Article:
In the growing world of sport sedans, the Audi S4 is sort of a "tweener" model between the mainstream A4 and the track-oriented RS4. It competes with similar models like the BMW 340i, Mercedes-AMG C43, and Infiniti Q50 Red Sport 400.
The S4 is all-new for 2017, but you can hardly tell at first glance. The styling doesn't venture too far from the outgoing model or the less-powerful A4. The basic outline carries over, with some crisper lines and a slightly more squared off look. The "singleframe" grille has sharper corners, the side mirrors are aluminum, and the car has more of a wedge shape.
The interior is rendered in black, and a horizontal dashboard gives the cabin a greater feel of width. LEDs illuminate the doors and controls at night, and the trim is matte brushed aluminum. Large screens are found in the instrument panel and on the center stack.
The S4's body employs "intelligent composite construction," which we take to mean a combination of steel and aluminum. Audi says it is stiffer and lighter. In fact, the car weighs in at 3593 pounds, down 342 pounds from the outgoing model.
The new engine, called 3.0TFSI, trades a supercharger for a turbocharger. It's a direct injected 3.0-liter V-6 that produces 354 hp and 369 pound-feet of torque. That's up from 333 hp and 325 lb-ft of torque. The wide torque band makes maximum torque available from 1,300 to 4,500 rpm. Audi says the S4 can accelerate from 0 to 62 mph in 4.7 seconds, 0.2 second quicker than the outgoing car, and the top speed is electronically limited to 155 mph. Despite the increase in power, the new engine is more efficient, though EPA fuel economy estimates are not yet available.
The 3.0TFSI sends its power through a new 8-speed automatic transmission that allows free-wheeling when possible to conserve fuel. The 8-speed replaces a 7-speed dual-clutch transmission, and the 6-speed manual does not return.
Audi's Quattro all-wheel-drive system is standard. It usually runs with a 40/60 front/rear torque split, but can send up to 70 percent of the available torque to the front axle or up to 85 percent to the rear. Brake-based torque vectoring is also standard. It applies the brakes to the inside wheels in a turn to help the car rotate.
Five-link suspensions are found at both axles and the suspension is lowered 0.9 inch versus the A4. Active dampers, which Audi calls Continuous Damping Control, are optional. They, along with the engine, steering, transmission, and torque vectoring, can be adjusted in the Audi Drive Select system.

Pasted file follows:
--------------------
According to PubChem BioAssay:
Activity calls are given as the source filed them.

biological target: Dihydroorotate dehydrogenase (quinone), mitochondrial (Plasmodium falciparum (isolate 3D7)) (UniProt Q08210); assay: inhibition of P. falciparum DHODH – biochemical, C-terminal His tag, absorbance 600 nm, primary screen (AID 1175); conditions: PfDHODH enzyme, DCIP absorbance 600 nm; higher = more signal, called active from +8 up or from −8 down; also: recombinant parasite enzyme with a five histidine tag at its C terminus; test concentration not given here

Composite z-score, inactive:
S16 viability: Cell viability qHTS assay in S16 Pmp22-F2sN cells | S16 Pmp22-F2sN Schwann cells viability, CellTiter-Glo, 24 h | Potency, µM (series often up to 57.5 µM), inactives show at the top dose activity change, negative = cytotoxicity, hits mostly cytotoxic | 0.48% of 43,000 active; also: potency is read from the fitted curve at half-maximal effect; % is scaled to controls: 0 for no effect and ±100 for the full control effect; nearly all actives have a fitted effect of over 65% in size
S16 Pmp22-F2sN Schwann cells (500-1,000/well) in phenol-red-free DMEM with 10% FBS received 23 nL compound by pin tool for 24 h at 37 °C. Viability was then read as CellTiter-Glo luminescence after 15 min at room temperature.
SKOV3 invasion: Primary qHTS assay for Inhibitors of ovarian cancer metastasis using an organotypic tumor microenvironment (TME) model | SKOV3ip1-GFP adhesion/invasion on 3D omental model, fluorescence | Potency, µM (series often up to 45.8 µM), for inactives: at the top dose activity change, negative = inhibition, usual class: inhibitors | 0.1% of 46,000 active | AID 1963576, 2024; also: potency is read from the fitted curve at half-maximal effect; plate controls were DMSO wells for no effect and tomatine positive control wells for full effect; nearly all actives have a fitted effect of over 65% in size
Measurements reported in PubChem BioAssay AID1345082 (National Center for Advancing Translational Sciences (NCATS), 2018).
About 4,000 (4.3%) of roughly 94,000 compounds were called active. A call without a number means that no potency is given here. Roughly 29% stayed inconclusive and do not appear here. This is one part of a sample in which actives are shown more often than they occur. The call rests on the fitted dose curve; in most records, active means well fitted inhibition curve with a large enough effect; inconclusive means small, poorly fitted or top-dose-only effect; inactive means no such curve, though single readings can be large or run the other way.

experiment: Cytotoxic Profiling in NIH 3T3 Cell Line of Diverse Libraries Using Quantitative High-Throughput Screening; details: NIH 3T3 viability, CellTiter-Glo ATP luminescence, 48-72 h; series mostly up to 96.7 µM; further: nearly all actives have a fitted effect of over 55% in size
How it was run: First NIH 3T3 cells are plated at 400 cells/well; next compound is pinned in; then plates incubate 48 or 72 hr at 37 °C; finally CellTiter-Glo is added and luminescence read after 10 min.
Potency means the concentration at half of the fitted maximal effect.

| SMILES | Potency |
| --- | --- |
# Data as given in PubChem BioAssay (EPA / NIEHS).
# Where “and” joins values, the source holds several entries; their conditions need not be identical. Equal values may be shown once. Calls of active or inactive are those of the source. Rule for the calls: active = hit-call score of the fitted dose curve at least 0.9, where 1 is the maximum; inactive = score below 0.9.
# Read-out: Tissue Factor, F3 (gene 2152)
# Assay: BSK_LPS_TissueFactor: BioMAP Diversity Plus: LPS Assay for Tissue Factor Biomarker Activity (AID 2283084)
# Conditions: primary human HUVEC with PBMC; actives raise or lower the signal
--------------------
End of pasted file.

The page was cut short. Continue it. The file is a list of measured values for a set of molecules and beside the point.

The S4 comes standard with 18-inch wheels, and 19s are optional.
Audi has been known as the benchmark for interior quality, but Mercedes has moved to the head of the class in recent years. Audi claims best-in-class cabin isolation this year, and the materials appear to be top notch. The standard S sport seats are upholstered in Nappa leather and alcantara, and they come with a pneumatic massage function. The trunk has a spacious 17.0 cubic feet of cargo space.
The interior's tech features include the Audi Virtual Cockpit as an option. It is a digital instrument cluster with a 12.3-inch screen and a choice of three screen layouts. Audi's MMI operating system returns. It comes with an 8.3-inch center screen, a rotating knob, and a touchpad. Hardware is also included to provide a WiFi hotspot. A tablet is available for rear seat entertainment, and all occupants can be entertained by the optional Bang & Olufsen audio system.
S4 buyers can opt for numerous active safety systems, including lane-keeping assist, blind spot monitors, park assist, rear cross traffic alerts, forward collision warning with automatic emergency braking, and a warning system that pings if you open a door into oncoming traffic. The adaptive cruise control has stop-and-follow capability up to 40 mph; it will even steer the car. There is also camera-based traffic sign recognition system.
Standard equipment will be extensive, though it is not yet available. Notable options not already mentioned include a head-up display and a navigation system.
The 2017 Audi S4 hits dealer showrooms later this year. Pricing will be announced closer to the on-sale date.
- 2016 BMW 3-Series
- 2016 Mercedes-Benz C Class
- 2016 INFINITI Q50
- 2016 Cadillac ATS
- 2016 Volvo S60
The Audi S4 should be competitive among a group of very accomplished sport sedans. The BMW 340i offers balanced handling and great power, though it may not be as fun to drive as BMWs of the past. The Mercedes C43 is new, and it should excel for refinement, a gorgeous interior, power, and mini-S-Class styling. The Q50 Red Sport 400, another new entry, is beautiful and powerful, but it still lacks the prestige of its German rivals. The Cadillac ATS has excellent dynamics, though it's model lineup straddles the S4 in terms of power and sportiness. The Volvo S60, in top T6 R-Design form, is a formidable sport sedan as well.